An 8-light DiscoLitez rig controlled by Liberty Basic
This is about a bar of mains lamps controlled from your computer's parallel printer port. It gave me a chance to get my computer interacting with the real world & humans in an impressive way. (I was a teacher when playing with this...) Possibly even useful.. & I do come from the home of Bridgwater & Taunton carnivals!
The photos give an idea of my particular construction scheme- bar has 8 x 100W bulbs, is about 1.5m long ( 4 feet), and has the interface drive box at the end. Cables are to printer port & to mains. Eight identical zero-crossing opto-isolators drive triacs with no mains interference. The bulbs tend to be the most expensive bit if you get carried away- each channel could drive 1kW of bulbs.
The basic circuit is available from the DiscoLitez home site.
It is designed to run as an add-on to WinAmp which plays your *.wav & *.mp3 files, etc. WinAmp runs the lights as on-screen small 'mimic' lights instead of or as well as the external lamps.
BEWARE MANY COMPONENTS ARE AT MAINS POTENTIAL!
Use proper insulation/earthing practice. Track spacing on strip board is NOT designed to insulate mains voltage- hence my 'mid-air jungle' layout. Use earthed boxes or double-insulation, and use rubber grommets and sound cable termination.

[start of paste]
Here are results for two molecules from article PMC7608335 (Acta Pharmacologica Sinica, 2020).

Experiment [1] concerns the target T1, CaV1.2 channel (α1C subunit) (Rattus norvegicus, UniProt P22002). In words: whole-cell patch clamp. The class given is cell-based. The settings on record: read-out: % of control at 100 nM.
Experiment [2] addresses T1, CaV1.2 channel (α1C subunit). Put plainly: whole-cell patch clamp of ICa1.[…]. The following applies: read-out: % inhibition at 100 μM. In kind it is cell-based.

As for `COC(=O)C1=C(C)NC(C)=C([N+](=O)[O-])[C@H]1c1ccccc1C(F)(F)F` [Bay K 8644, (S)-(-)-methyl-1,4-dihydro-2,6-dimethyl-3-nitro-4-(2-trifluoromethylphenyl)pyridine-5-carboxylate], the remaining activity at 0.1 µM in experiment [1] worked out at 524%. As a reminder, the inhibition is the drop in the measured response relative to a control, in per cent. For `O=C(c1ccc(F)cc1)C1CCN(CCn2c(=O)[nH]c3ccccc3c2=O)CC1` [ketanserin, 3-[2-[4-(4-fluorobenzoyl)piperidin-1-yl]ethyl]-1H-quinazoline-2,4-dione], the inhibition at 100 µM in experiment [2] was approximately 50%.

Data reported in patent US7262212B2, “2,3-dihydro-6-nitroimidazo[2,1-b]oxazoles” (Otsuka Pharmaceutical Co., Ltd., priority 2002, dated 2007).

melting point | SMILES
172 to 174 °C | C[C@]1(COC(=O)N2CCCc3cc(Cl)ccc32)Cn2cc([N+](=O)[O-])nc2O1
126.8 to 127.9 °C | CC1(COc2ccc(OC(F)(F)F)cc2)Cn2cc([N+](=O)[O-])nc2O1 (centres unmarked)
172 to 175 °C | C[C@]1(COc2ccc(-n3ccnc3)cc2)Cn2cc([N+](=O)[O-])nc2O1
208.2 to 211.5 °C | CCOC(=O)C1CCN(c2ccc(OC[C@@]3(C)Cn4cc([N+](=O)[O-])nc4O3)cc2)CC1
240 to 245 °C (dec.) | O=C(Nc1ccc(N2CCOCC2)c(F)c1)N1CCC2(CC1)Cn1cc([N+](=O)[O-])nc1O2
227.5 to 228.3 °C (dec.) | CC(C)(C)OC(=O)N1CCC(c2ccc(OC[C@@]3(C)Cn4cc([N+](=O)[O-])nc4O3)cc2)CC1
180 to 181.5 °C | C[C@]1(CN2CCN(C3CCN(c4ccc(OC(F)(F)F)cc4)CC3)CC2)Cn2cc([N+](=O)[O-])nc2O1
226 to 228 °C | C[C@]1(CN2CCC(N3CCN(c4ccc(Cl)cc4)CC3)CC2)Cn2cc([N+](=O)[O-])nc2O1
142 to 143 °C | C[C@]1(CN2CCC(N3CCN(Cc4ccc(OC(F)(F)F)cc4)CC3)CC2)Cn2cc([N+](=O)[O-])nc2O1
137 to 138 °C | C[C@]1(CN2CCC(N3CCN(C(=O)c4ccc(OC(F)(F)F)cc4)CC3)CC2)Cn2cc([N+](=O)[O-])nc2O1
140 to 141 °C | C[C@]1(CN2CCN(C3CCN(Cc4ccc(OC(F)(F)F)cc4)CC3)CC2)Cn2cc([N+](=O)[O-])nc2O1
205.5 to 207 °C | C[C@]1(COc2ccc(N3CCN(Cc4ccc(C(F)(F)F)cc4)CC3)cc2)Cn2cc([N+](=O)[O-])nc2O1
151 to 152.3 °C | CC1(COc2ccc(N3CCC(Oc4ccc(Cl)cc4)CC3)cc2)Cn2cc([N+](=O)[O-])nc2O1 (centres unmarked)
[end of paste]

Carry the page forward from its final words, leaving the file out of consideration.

I did not find I needed the 'snubber' or RC network across the circuit...
The program file can be snipped and run in Liberty Basic. If you do not have this (shame on you!) there is a zipped self-contained file of 833k here to download, unzip to a directory & run the *.exe file.
The drivers are addressed directly off the printer (parallel) port for those running Win 95 r earlier- you need direct port addressing, so it won't work with NT.
For Liberty Basic users it gives a dramatic way of setting up say Christmas or disco/party lights. Since you are not using Winamp or the DiscoLitez plug-in you can write LB programs to sequence & time the lights, etc. For NT onwards you'll have to use the usual sneaky dll ways to directly address the port. If you send appropriate patterns and wave the bar through the air you can 'write in mid-air'- think of it as an ink-jet printer sending flashes of colour!!
It is sensible to experiment at first with cheap LEDs & resistors on the printer port. Again, details on the DiscoLitez site.
Hope you are encouraged to experiment!
Please contact me with queries or adaptations at John Fisher